In this country, there are several things you cannot criticize, mock or even joke about. Jesus would be one of them.
Black Jesus, which premiered August 7th, has already created waves of disgust, disdain and utter offense for many people in the United States. Many Christians decried the show as blasphemy and sacrilege while others grabbed their popcorn and pulled up a chair. I, being one of the latter folks, was immediately intrigued by the trailer and subject matter of the show.
Who can resist imagining what Jesus’ life would be like if he walked the streets today. Would we be so willing to decry “sinners” in His name if he came back as a vagabond who spent most of His time with ne’erdoers and block huggers?
As an actively practicing Christian of 18 years I can wholeheartedly say we, as a nation, would not. How do I know? According to the Bible, “we” didn’t listen or pay him much mind the first time He was here…when he was homeless, hanging with the vagabonds and undesirables and sharing the gospel of love and His Father.
Though the New Testament only focuses on the rejection of Jesus from the Pharisees and Sadducees, the religious authorities of the time, it can be inferred that these groups each had a strong following of worshippers who also rejected Jesus.
Jesus had a pretty unassuming appearance and was hardly noticeable as The Son of God when He was here the first go round. His lack of splendor and prestige made him almost invisible to many of the devout religious of the time. In their minds there was absolutely no way Jesus could be the Messiah because he was poor and from Nazareth, which was basically the Lower Ninth Ward of the Bible Days.
Black Jesus spends his time engaging in shenanigans with his crew of deviants which include: a felon, the son of a drug kingpin and extremely short-tempered woman who frequently engages in Facebook arguments. He also has no consistent place to lay his head, smokes weed occasionally and sometimes gets extremely pissed when his friends doubt his ability to take care of them. Black Jesus is constantly being harassed by authority figures for his temporary living situation and his identity is questioned on a regular basis. Save the weed and cussing it seems like Aaron Magruder took a cue from the good book when he wrote this character.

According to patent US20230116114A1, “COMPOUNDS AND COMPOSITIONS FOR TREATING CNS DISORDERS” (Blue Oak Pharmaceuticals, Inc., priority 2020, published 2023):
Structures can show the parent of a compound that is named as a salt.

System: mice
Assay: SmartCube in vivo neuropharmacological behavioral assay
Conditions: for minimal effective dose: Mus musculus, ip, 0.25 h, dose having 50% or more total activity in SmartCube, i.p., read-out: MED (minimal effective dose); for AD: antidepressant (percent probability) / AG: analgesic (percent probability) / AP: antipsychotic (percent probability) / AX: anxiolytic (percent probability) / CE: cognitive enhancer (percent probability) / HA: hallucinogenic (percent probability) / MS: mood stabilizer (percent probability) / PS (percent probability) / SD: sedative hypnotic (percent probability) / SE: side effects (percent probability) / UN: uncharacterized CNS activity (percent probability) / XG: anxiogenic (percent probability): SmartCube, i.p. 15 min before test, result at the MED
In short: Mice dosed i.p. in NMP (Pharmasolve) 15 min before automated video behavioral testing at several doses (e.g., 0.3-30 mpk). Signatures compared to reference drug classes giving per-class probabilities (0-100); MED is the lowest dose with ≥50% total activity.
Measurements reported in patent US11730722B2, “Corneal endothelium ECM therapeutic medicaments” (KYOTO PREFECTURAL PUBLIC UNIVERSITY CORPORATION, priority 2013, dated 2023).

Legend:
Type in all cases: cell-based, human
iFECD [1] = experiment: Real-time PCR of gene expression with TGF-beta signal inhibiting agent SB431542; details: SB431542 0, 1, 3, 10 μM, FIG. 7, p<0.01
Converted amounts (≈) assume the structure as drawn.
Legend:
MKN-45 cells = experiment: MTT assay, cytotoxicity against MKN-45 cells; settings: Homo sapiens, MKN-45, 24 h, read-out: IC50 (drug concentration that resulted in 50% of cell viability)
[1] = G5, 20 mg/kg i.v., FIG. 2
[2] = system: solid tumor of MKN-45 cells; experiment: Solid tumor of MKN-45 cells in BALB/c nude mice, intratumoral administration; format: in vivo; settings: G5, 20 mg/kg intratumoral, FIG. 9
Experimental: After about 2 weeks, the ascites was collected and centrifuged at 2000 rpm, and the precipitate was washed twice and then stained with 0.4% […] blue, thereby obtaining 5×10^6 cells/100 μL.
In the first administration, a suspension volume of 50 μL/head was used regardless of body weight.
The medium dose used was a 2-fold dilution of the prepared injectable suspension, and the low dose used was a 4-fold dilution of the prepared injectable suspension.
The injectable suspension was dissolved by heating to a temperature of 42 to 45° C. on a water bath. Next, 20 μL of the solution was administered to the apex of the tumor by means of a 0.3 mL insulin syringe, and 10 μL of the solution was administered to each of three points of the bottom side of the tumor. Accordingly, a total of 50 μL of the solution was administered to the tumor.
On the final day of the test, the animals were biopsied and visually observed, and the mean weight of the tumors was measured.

If the I Am that I Am decided to return as a homeless block-hugger who was fond of starting a community garden that would provide vegetables and weed for his neighborhood would I jump at the chance to follow him? Even if I knew for sure that he was the Messiah, a fact which many characters in the show are fully aware of, would I be still be off-put by His lowly appearance and questionable company?
I know we Christians in America don’t enjoy people coming for the leader of our faith, though most times we have no problem coming for everyone’s else religious leaders, but maybe we should take a look at some of the things Black Jesus is trying to highlight about our faith and the way we practice and live out our beliefs.
It’s still early in the season so I can’t speak for whether this show is a win for cultural critics or not. What I’ve seen so far looks very promising though, and I can’t wait to see what issues the writers choose to address throughout this first season.
Catch Black Jesus Thursdays at 11 PM EST on Adult Swim.